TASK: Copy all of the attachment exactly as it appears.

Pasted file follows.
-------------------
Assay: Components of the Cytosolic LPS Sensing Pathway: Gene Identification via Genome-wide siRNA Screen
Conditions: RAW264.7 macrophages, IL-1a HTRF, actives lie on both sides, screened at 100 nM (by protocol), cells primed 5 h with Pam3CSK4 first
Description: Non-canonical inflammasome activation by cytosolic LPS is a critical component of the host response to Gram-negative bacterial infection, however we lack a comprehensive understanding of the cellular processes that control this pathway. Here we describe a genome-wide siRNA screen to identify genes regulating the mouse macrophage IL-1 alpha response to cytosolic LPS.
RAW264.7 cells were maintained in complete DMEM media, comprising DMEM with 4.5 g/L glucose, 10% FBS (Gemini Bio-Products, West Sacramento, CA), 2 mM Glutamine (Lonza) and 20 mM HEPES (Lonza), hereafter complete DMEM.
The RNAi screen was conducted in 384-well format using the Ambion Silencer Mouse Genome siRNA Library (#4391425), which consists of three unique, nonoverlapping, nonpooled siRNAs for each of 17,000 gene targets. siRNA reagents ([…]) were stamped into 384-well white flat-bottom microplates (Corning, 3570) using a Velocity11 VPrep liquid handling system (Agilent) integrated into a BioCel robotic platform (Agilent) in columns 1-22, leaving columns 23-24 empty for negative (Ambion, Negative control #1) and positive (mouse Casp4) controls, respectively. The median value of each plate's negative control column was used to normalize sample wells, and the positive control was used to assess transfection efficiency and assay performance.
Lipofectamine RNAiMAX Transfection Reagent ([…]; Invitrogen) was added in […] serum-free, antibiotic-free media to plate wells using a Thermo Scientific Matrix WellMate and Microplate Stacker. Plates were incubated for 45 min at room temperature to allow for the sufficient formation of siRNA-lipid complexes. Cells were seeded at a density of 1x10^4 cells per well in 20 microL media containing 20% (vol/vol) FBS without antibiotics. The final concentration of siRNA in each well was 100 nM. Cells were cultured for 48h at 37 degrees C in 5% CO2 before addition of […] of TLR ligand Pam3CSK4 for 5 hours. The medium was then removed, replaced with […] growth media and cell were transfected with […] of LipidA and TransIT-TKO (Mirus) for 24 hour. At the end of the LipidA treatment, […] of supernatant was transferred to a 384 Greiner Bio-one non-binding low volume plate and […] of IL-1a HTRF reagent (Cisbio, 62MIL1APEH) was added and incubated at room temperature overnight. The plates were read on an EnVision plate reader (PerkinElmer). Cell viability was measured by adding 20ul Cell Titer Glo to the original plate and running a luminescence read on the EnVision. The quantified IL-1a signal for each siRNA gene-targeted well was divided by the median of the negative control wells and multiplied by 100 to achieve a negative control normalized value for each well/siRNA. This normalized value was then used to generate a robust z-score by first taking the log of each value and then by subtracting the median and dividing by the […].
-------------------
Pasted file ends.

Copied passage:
Assay: Components of the Cytosolic LPS Sensing Pathway: Gene Identification via Genome-wide siRNA Screen
Conditions: RAW264.7 macrophages, IL-1a HTRF, actives lie on both sides, screened at 100 nM (by protocol), cells primed 5 h with Pam3CSK4 first
Description: Non-canonical inflammasome activation by cytosolic LPS is a critical component of the host response to Gram-negative bacterial infection, however we lack a comprehensive understanding of the cellular processes that control this pathway. Here we describe a genome-wide siRNA screen to identify genes regulating the mouse macrophage IL-1 alpha response to cytosolic LPS.
RAW264.7 cells were maintained in complete DMEM media, comprising DMEM with 4.5 g/L glucose, 10% FBS (Gemini Bio-Products, West Sacramento, CA), 2 mM Glutamine (Lonza) and 20 mM HEPES (Lonza), hereafter complete DMEM.
The RNAi screen was conducted in 384-well format using the Ambion Silencer Mouse Genome siRNA Library (#4391425), which consists of three unique, nonoverlapping, nonpooled siRNAs for each of 17,000 gene targets. siRNA reagents ([…]) were stamped into 384-well white flat-bottom microplates (Corning, 3570) using a Velocity11 VPrep liquid handling system (Agilent) integrated into a BioCel robotic platform (Agilent) in columns 1-22, leaving columns 23-24 empty for negative (Ambion, Negative control #1) and positive (mouse Casp4) controls, respectively. The median value of each plate's negative control column was used to normalize sample wells, and the positive control was used to assess transfection efficiency and assay performance.
Lipofectamine RNAiMAX Transfection Reagent ([…]; Invitrogen) was added in […] serum-free, antibiotic-free media to plate wells using a Thermo Scientific Matrix WellMate and Microplate Stacker. Plates were incubated for 45 min at room temperature to allow for the sufficient formation of siRNA-lipid complexes. Cells were seeded at a density of 1x10^4 cells per well in 20 microL media containing 20% (vol/vol) FBS without antibiotics. The final concentration of siRNA in each well was 100 nM. Cells were cultured for 48h at 37 degrees C in 5% CO2 before addition of […] of TLR ligand Pam3CSK4 for 5 hours. The medium was then removed, replaced with […] growth media and cell were transfected with […] of LipidA and TransIT-TKO (Mirus) for 24 hour. At the end of the LipidA treatment, […] of supernatant was transferred to a 384 Greiner Bio-one non-binding low volume plate and […] of IL-1a HTRF reagent (Cisbio, 62MIL1APEH) was added and incubated at room temperature overnight. The plates were read on an EnVision plate reader (PerkinElmer). Cell viability was measured by adding 20ul Cell Titer Glo to the original plate and running a luminescence read on the EnVision. The quantified IL-1a signal for each siRNA gene-targeted well was divided by the median of the negative control wells and multiplied by 100 to achieve a negative control normalized value for each well/siRNA. This normalized value was then used to generate a robust z-score by first taking the log of each value and then by subtracting the median and dividing by the […].